[GRAPHIC=Colonial Athletic Assn(CAA)]
The Colonial Athletic Association men's basketball tournament tips off
today at the Richmond Coliseum.
The first round features William and Mary against Old Dominion
and Virginia Commonwealth against James Madison.
The championship game will be played Monday night.
And it looks like the C-A-A tournament will be played in Richmond for the next few years.
The tournament has a contract with the Richmond Coliseum until 20-07.
[roll cold out of the open]
[SUPER=#4070;weekend headline banner]
Coming up on News 7 Sunday Morning......
we will have more on those stories in just a few minutes.
[2-shot toss to hello]
A federal judge in San Francisco, California, hasn't said when she will rule on Napster, the computer music swapping service.
To avoid a court-ordered shutdown, the company says it will install new screening software this weekend to block access to a million copyrighted music files.
(///// SOT /////)
[IN Q=we think]
[SUPER=01-Hillary Rosen/R.I.A.A.; :00]
[SUPER=01-Hank Berry/Napster CEO; :13]
[OUT Q=that service]
Users will soon have to a membership fee so the company can pay royalty fees to copywrite holders.
Governor Jim Gilmore is chipping away at Virginia's 421- million dollar budget shortfall.
Yesterday, he subtracted from the shortfall 72-million dollars the state won't have to donate to the Virginia Retirement System next year.
Localities will save 94-million in the deal.
That's money Gilmore had suggested be used for teacher pay raises-- which will now meet other spending gaps.
Yesterday was also the deadline for agencies to submit budget cuts of up to 15 percent.
The Governor is keeping those proposals secret for now.
[IN Q=We do not see at]
((GOV. JIM GILMORE: WE DO NOT SEE AT THIS TIME LAYOFFS FOR STATE EMPLOYEES THIS YEAR. MONEY SEEMS TO BE PRETTY CLEAR THAT WE'RE GONNA BE ABLE TO DO THAT. AND ASSERT THAT WE'RE GONNA HAVE TO DO ANY LAYOFFS TO STATE EMPLOYEES THIS YEAR.
AND THE GOAL OF COURSE IS GOING TO BE TO WORK TOWARDS MINIMIZATION OF ANY IMPACT ON STATE EMPLOYEES NEXT YEAR.))
[OUT Q=on state employees next year.]
The budget shortfall comes after the General Assembly failed to agree on how quickly to cut the car tax -- so the state is relying on last year's budget, but with less revenue than expected.
V-M-I graduate John Daniel Payne will not spend any time in prison for setting a fire in the barracks.
Because Payne turned in another former cadet as an accomplice to the arson, Payne got probation yesterday.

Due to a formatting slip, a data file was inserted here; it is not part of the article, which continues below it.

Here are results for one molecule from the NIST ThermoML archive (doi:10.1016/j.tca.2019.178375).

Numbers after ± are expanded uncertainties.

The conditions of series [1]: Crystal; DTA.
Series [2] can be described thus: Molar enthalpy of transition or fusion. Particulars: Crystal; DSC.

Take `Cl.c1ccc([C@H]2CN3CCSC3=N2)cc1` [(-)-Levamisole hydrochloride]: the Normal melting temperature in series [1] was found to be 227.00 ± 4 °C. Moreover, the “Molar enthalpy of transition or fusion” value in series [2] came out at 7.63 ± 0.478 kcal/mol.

The 23-year old Hanover County man could have gotten a five year prison term, but instead did not get anytime to serve in return for what the government calls "substantial assistance" in the criminal investigation.
Virginia Tech's Provost search committee has narrowed its pool.
[ELLEN WARTELLA FS]
They are Ellen Wartella, a college dean at the University of Texas....
[DEAN SMITH FS]
Dean Smith, a senior vice-president at the University of Hawaii...
[MARK MCNAMEE FS]
and Mark McNamee, a Dean at the University of California, Davis.
A Tech Spokesman says the candidates will be on campus the last two weeks of March for extensive interviews and that a decision is expected by April.
The Saint Francis of Assisi Service Dog Foundation is helping many people in our area with disabilities.
Last night a fundraiser brought in thousands to make it possible for new dogs to be trained.
Kate Weidaw reports.
(///// SOT /////)
[OUT Q=kw news7 Roanoke.]
((They look like the dog next door - but these furry little animals are making every day tasks easier for the disabled.
((SUE KARR: HE'S SORT OF A REPLACEMENT FOR A WALKER, I PUT THE CANE IN MY RIGHT HAND I HOLD ONTO HIS HARNESS WITH MY LEFT.))
By the age of two each dog has been trained to perform 50 different tasks. Anything from opening a door, to turning on a light, to retrieving the phone.
Kinda has been in training more than a year.
((MITZIE TINAGLIA: KINDA HEEL, KINDA FORWARD, WHAT A GOOD GIRL.))
While the trainers for Saint Francis of Assisi make it look easy, it takes more then a year of training before these dogs are placed into their homes. And getting attached to the dogs is easy - while saying good bye is not.
((MITZI TINAGLIA/TRAINER: YEAH YOU MISS THEM YOU REALLY MISS THEM BUT WHEN YOU SEE THAT JOY TRANSFER OVER TO SOMEONE ELSE IT REALLY MAKES IT WORTH WHILE.))
For Sue Karr - her service dog has changed her life.